Smart Mode Line is a sexy mode-line for Emacs. It aims to be easy to read from small to large monitors by using colors, a prefix feature, and smart truncation.
- Emacs 24.4 compatible.
- Integration with Projectile!
current-directoryin Shell and eshell.
- New value for
sml/apply-themeis interactive and has completion.
- Smart-mode-line themes are now regular themes.
smart-mode-line is available on Melpa, and that's the recommended way of installing it. If you do that, you can simply activate it with:
To install it manually, you need emacs-version >= 24.3. First
make sure you install dash.el
(which is a dependency), then make sure "smart-mode-line.el" is in
your load path, and finally place this code in your
(require 'smart-mode-line) (sml/setup)
To change the color theme, do one of the following:
(sml/apply-theme 'dark) (sml/apply-theme 'light) (sml/apply-theme 'respectful) (sml/apply-theme 'automatic)
Instalation Issues (FAQ)
Problem: If emacs keeps warning you that "Loading themes can run
lisp code" and asking "Would you like to mark this theme as safe for
future sessions?". That is probably an issue with your
Solution: Make sure the
(custom-set-variables ...)sexp is at the very top of your
.emacsfile. That is the right place for it.
Its main features include:
Highlights the most important information for you (buffer name, modified state, line number). Don't like the colors? See item 5.!
Fixed width (if you want):
Lets you set a maxium width for the path name and mode names, and truncates them intelligently (truncates the directory, not the buffer name). Also let's you right indent strings in the mode-line (see
Directory as Prefixes:
Prefix feature saves a LOT of space. e.g. "~/.emacs.d/" is translated to ":ED:" in the path (open a file inside this folder to see it in action). Long path names you are commmonly working on are displayed as short abbreviations. Set your own prefixes to make best use of it (by configuring
sml/replacer-regexp-list). Mousing over the abbreviated path will show you the full path. See below for examples.
Hidden-modes feature saves even more space. Select which minor modes you don't want to see listed by customizing the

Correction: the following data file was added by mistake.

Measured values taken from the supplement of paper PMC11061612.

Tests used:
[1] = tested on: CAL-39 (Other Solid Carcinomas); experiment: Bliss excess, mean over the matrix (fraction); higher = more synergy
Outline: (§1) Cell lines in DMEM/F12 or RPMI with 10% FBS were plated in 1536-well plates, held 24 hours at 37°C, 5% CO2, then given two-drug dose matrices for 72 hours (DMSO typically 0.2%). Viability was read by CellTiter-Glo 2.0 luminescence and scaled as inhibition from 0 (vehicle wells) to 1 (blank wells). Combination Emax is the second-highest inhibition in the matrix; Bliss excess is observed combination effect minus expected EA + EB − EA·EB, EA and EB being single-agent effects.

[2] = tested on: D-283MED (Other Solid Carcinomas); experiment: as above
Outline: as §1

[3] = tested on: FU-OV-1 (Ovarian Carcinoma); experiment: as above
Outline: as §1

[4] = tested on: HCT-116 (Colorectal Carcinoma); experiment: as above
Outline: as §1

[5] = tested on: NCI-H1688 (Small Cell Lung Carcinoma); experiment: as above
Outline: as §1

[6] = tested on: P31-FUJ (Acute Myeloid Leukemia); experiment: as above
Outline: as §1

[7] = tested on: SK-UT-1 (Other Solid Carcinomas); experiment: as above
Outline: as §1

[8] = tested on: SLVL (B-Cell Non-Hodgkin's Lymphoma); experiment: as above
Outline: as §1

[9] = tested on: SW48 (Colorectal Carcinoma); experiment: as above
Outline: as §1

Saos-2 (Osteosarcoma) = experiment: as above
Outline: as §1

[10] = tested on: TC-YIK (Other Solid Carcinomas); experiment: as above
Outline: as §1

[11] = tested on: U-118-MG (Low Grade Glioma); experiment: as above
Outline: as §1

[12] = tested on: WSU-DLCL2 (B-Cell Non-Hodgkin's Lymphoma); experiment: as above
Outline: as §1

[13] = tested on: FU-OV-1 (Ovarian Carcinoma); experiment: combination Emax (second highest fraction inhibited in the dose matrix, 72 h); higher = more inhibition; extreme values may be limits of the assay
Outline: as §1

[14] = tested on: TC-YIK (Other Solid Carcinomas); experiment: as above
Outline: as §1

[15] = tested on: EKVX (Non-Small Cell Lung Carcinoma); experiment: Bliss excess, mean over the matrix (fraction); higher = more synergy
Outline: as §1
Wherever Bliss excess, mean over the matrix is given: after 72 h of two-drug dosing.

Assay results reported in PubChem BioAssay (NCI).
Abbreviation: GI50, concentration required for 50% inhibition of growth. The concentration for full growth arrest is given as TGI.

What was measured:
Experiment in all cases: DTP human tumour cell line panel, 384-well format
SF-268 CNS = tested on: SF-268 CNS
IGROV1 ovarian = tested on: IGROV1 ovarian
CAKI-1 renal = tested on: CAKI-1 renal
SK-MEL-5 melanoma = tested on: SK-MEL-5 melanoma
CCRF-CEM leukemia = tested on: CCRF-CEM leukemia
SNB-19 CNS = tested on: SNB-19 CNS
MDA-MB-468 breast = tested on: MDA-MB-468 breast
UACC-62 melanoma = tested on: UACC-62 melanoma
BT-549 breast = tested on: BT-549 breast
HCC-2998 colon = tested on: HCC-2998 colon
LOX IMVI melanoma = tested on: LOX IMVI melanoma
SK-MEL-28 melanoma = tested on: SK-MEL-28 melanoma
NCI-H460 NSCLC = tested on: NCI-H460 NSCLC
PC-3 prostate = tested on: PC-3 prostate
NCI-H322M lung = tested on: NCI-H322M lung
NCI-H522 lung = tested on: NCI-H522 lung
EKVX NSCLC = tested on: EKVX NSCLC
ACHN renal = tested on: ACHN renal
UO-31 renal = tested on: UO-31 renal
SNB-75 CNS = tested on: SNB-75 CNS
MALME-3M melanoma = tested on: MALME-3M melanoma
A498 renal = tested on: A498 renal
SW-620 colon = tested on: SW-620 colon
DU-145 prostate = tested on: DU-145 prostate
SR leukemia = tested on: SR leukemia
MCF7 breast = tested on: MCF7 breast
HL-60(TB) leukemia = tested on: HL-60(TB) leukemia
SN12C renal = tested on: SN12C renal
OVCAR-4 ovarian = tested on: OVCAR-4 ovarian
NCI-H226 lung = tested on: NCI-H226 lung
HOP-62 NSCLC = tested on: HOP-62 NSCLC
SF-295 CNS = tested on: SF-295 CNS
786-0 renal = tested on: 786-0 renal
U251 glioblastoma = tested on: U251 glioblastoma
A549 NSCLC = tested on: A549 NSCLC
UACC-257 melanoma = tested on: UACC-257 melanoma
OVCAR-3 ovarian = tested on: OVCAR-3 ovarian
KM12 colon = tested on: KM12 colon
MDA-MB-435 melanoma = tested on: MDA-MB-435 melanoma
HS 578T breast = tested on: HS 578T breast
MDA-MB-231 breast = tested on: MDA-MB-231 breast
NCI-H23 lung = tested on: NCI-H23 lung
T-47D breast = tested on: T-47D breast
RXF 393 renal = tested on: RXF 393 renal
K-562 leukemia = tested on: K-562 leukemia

sml/hidden-modesvariable. This will filter out the modes you don't care about and unclutter the modes list (mousing over the modes list still shows the full list).
Very easy to configure:
All colors and variables are customizable. You can change the whole theme with
sml/apply-theme, or just customize anything manually with
sml/customize-faces. There are DOZENS of variables to customize your mode-line, just pop over there and have a look!
Compatible with absolutely anything:
I'm serious. Versions 2.0 and above should be compatible with any other packages that display information in the mode-line (evil, nyan-mode, elscreen, display-battery-mode, etc). If you find ANYTHING that does not appear as it should, file a bug report and I'll get to it.
All variables can be edited by running
sml/customize, and the
documentations are mostly self explanatory, I list here only the
most important ones.
Choose what theme you want to use for the mode-line colors. For now there are 3 different themes:
Setting both of these to
tgarantees a fixed width mode-line (directory name and minor-modes list will be truncated to fit). To actually define the width, see below.
Customize these according to the width of your emacs frame. I set them to
fullrespectively, and the mode-line fits perfectly when the frame is split in two even on my laptop's small 17" monitor.
fullmeans everything after the minor-modes will be right-indented.
This variable is a list of (REGEXP REPLACEMENT) that is used to parse the path. The replacements are applied sequentially. This allows you to greatly abbreviate the path that's shown in the mode-line. If this abbreviation is of the form ":SOMETHING:", it is considered a prefix and get's a different color (you can change what's considered a prefix by customizing
For example, if you do a lot of work on a folder called "~/Dropbox/Projects/In-Development/" almost half the mode-line would be occupied just by the folder name, which is much less important than the buffer name. But, you can't just hide the folder name, since editting a file in "~/Dropbox/Projects/In-Development/Source" is VERY different from editting a file in "~/Dropbox/Projects/Source". By setting up a prefix for your commonly used folders, you get all that information without wasting all that space. In this example you could set the replacement to ":ProjDev:" or just ":InDev:", so the path shown in the mode-line will be ":ProjDev:Source/" (saves a lot of space without hiding information).
Here go some more useful examples:
(add-to-list 'sml/replacer-regexp-list '("^~/Dropbox/Projects/In-Development/" ":ProjDev:") t) (add-to-list 'sml/replacer-regexp-list '("^~/Documents/Work/" ":Work:") t) ;; Added in the right order, they even work sequentially: (add-to-list 'sml/replacer-regexp-list '("^~/Dropbox/" ":DB:") t) (add-to-list 'sml/replacer-regexp-list '("^:DB:Documents" ":DDocs:") t) (add-to-list 'sml/replacer-regexp-list '("^~/Git-Projects/" ":Git:") t) (add-to-list 'sml/replacer-regexp-list '("^:Git:\\(.*\\)/src/main/java/" ":G/\\1/SMJ:") t)